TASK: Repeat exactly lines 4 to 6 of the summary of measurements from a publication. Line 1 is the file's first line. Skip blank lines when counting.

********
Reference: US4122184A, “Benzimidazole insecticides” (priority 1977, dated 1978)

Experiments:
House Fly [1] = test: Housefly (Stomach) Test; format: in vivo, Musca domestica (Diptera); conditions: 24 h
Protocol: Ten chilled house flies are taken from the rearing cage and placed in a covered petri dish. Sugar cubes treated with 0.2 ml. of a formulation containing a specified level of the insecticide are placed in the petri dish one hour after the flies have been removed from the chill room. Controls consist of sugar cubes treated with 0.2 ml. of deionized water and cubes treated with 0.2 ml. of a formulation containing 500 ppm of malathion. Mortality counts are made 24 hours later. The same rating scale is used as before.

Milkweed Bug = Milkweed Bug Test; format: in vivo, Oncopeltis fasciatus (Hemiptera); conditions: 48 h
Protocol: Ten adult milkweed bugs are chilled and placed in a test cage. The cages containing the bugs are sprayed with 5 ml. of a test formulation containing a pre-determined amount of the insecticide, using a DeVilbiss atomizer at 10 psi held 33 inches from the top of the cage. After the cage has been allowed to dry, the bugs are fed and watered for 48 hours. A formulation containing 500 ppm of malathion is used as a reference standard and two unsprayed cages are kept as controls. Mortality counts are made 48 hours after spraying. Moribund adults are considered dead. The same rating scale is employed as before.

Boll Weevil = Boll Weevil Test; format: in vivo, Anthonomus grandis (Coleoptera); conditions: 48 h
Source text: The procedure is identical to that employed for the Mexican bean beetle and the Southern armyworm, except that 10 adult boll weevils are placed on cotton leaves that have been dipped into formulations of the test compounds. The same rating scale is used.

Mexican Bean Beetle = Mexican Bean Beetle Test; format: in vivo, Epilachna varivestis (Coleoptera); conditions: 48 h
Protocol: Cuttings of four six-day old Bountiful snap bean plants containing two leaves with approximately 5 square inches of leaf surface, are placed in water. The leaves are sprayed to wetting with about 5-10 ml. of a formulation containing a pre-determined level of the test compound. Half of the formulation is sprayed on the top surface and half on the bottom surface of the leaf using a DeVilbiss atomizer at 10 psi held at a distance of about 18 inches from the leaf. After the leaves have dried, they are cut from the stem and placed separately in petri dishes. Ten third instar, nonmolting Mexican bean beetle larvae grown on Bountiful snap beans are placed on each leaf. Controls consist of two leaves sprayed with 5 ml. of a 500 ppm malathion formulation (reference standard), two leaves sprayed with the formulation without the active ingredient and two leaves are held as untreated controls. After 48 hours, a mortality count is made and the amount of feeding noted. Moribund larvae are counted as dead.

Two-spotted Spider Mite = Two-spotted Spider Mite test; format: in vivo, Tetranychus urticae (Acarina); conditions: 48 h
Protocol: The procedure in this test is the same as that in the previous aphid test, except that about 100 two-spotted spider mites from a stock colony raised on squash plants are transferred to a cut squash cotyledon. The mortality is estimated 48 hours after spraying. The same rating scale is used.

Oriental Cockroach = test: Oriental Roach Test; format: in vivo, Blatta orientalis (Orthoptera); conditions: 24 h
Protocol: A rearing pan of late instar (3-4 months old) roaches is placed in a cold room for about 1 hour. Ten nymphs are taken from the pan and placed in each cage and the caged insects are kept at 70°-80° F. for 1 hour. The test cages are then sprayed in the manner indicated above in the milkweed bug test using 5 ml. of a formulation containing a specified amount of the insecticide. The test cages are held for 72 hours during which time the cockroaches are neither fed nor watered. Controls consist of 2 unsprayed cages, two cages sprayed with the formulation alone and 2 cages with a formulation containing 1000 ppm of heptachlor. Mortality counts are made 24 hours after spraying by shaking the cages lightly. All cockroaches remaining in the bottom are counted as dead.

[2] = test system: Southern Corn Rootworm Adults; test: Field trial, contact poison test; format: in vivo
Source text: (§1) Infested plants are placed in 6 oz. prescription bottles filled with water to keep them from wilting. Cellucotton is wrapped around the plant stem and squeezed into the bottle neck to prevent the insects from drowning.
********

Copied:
Protocol: Ten chilled house flies are taken from the rearing cage and placed in a covered petri dish. Sugar cubes treated with 0.2 ml. of a formulation containing a specified level of the insecticide are placed in the petri dish one hour after the flies have been removed from the chill room. Controls consist of sugar cubes treated with 0.2 ml. of deionized water and cubes treated with 0.2 ml. of a formulation containing 500 ppm of malathion. Mortality counts are made 24 hours later. The same rating scale is used as before.

Milkweed Bug = Milkweed Bug Test; format: in vivo, Oncopeltis fasciatus (Hemiptera); conditions: 48 h
Protocol: Ten adult milkweed bugs are chilled and placed in a test cage. The cages containing the bugs are sprayed with 5 ml. of a test formulation containing a pre-determined amount of the insecticide, using a DeVilbiss atomizer at 10 psi held 33 inches from the top of the cage. After the cage has been allowed to dry, the bugs are fed and watered for 48 hours. A formulation containing 500 ppm of malathion is used as a reference standard and two unsprayed cages are kept as controls. Mortality counts are made 48 hours after spraying. Moribund adults are considered dead. The same rating scale is employed as before.